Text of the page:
The whole Bay of Pigs thing

In face of a persistent legal challenge from the National Security Archive, the CIA continues to resist releasing an internal history of the failed invasion at the Bay of Pigs more than a half century ago. The struggle for Volume 5, as the history is known, is an epic legal contest

Why the secrecy about something that happened so long ago?

That question was the subject of a recent historian’s roundtable: National Security Archive v. Central Intelligence Agency.

Kenneth McDonald, one of the historians who participated, has actually read the forbidden document. He said the research in Volume 5 is “impressive.”

” I nevertheless found that the work had serious deficiencies as a historical study,” McDonald went on. “I was especially troubled by three particular weaknesses. First, the work was an apologia, an uncritical defense of the officers and operatives most closely involved with the operation. Second, without adequate argument or evidence it put responsibility for the operation’s failure on officers elsewhere in CIA and on US government officials up to the highest levels. Third, the work’s polemical response to earlier critics of the operation (especially those within the CIA) strongly suggested that [author Jack] Pfeiffer undertook his history principally as a rebuttal to such earlier critiques as the June 1961 findings of General Maxwell Taylor’s presidential commission and the October 1961 report of CIA Inspector General Lyman Kirkpatrick, both of which assessed the operation’s many faults in planning and execution.”

The CIA is keeping secret its harsh internal reaction to JFK’s handling of the Bay of Pigs.

6 comments

  1. Lawrence Schnapf says:

    I believe the Bay of Pigs is at the heart of the JFK assassination and also played a big role in the Watergate coverup.

  2. Larry Hancock says:

    McDonald’s observations have been made by others who read the last section as well. One obvious reason to keep it secret is that it so clearly shows that the Agency was not willing to take the responsibility for its own internal failures and that in essentially dismissing its own investigation, once again proved untrustworthy in regard to admitting and correcting its own management and security mistakes.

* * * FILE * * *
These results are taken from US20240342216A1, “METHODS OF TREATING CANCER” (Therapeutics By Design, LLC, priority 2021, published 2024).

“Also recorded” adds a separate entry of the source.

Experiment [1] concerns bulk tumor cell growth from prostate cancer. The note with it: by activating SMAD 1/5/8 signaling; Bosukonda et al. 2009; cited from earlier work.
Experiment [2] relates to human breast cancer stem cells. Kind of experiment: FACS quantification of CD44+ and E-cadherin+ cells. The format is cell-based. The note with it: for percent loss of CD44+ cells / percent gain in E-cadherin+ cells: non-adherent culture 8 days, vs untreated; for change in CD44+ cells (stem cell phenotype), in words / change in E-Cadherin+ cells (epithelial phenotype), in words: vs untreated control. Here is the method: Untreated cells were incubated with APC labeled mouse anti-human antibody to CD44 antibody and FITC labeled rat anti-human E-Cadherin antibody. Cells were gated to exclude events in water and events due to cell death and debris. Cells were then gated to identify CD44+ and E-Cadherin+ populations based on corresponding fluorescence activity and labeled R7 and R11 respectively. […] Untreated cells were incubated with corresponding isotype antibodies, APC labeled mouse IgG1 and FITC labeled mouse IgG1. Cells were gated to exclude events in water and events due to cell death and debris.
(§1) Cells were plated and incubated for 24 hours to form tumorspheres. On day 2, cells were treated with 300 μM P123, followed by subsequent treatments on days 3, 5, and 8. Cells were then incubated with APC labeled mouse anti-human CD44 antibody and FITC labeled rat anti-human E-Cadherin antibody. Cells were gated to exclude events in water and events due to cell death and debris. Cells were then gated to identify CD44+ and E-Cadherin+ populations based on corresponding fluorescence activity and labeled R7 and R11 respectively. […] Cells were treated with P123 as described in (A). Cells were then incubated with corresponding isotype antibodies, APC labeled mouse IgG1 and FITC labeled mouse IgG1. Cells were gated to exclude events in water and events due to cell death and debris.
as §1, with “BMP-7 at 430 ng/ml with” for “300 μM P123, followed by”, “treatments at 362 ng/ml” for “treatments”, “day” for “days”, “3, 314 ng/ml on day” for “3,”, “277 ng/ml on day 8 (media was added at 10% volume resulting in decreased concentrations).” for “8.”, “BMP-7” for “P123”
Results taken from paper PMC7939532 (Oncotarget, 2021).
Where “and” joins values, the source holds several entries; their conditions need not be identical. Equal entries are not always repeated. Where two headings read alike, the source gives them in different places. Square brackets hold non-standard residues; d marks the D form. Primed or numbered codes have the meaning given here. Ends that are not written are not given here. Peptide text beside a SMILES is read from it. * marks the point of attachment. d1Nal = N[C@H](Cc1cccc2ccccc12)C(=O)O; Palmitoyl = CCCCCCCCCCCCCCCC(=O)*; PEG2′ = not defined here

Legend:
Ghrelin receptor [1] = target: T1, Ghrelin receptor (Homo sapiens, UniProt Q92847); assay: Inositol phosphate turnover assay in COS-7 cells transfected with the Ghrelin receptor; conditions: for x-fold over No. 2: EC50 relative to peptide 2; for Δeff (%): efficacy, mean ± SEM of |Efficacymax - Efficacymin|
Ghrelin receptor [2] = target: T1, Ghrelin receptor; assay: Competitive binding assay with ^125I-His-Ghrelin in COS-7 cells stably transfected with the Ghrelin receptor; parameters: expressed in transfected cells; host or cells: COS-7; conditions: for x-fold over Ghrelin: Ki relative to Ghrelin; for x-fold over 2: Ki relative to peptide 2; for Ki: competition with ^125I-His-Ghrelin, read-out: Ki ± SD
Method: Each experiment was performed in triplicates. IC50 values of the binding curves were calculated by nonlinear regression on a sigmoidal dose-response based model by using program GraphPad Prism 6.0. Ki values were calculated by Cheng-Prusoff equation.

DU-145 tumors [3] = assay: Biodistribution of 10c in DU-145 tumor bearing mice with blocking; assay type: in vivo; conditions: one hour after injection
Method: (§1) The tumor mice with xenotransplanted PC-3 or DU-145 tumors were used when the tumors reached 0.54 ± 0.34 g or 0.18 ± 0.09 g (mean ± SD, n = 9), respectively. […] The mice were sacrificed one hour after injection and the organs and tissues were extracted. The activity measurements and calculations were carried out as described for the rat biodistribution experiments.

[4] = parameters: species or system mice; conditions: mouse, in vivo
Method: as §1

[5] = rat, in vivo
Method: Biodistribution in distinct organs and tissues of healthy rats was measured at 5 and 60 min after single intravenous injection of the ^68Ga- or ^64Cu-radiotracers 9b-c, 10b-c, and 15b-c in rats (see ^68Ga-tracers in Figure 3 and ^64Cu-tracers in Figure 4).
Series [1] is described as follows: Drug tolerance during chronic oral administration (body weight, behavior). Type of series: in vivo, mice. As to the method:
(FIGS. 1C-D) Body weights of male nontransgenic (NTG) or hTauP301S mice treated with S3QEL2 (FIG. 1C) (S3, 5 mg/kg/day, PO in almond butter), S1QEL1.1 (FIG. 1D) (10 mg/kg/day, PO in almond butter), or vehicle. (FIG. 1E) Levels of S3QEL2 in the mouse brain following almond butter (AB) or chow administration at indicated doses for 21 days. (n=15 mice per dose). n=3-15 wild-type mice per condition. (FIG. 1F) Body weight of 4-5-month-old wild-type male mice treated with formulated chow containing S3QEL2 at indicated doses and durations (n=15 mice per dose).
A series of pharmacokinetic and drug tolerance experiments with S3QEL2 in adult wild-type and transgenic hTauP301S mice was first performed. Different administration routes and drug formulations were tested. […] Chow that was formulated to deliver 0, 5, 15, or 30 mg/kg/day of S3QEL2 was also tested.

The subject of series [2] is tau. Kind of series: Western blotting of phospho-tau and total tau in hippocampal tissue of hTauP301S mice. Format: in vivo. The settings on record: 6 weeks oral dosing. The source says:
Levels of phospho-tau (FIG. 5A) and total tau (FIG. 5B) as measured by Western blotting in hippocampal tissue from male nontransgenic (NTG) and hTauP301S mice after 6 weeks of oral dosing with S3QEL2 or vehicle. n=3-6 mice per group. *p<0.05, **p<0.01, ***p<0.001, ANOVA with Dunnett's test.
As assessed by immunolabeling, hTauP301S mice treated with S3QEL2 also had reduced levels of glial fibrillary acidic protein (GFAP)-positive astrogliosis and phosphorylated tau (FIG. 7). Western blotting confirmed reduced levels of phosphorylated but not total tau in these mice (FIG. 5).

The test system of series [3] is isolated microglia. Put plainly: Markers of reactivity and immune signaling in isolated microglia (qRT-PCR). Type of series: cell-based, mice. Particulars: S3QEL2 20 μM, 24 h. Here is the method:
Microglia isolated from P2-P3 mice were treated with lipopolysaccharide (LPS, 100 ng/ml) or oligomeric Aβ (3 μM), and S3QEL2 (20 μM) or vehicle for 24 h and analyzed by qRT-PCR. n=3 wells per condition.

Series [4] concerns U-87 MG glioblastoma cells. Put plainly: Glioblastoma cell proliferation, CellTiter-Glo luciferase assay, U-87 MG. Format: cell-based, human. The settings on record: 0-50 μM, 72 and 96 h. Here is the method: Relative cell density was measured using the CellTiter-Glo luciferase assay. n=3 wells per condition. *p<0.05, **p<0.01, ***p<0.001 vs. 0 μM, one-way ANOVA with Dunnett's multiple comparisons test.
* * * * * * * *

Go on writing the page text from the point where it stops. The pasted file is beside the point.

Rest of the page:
Withholding such information is basic career and agency image CYA, but the CIA is certainly not the only agency which does it. The State Department has released, pulled back and still withholds a number of documents on Africa which appear to reflect poorly on Mr. Kissinger. Of course the ones we can see are pretty bad in and of themselves.

  3. Jay sutherland says:

    I doubt that it is anymore complicated than a few simple facts. There was no real intelligence showing a popular uprising against Castro once invasion began. There WAS an asumption that when the operation beagn to collapse like a house of cards that JFK would cave and involve US military. He correctly said no and the incompetent CIA was left with egg on their face. The same CIA that would later arm and assist Osama Bin Laden.

    • Bill Clarke says:

      Jay Sutherland August 16, 2014 at 9:23 pm

      Many people blame the lack of air support for the failure of the operation (it wasn’t) but the only way the operation could have been successful, if at all, was for the Cuban population to rise up against Castro. As you point out, there was no reason for us to think that this would happen. In fact Castro was still popular at the time.

      But one must remember that the CIA was following the presidents order for the BOP and the Afghanistan operations. They didn’t simply strike out on their own to do these operations.

      • Larry Hancock says:

        Actually the final CIA operation was not even close to that which Eisenhower had authorized – which was an infiltration effort to energize the on island insurgency. Its totally unclear that JFK was made aware how much the operation had changed; there was no discussion with Eisenhower. As Bill says, the CIA was not striking out on its own but in those early days they were given far more operational autonomy and they were “trusted”. The failure at the Bay of Pigs pretty well eroded that level of trust. However even as late as the CIA efforts against the Soviets in Afghanistan, the field was not reporting all its activities to CIA headquarters – thinks like supplying advanced sniper rifles and materials/training on IED’s.

  4. Ronnie Wayne says:

    Jeff, could you possibly expound on “The struggle for Volume 5″ ?
    I’ve read some on the BOP but appreciate info I’ve not seen yet as it’s a relevant subject.

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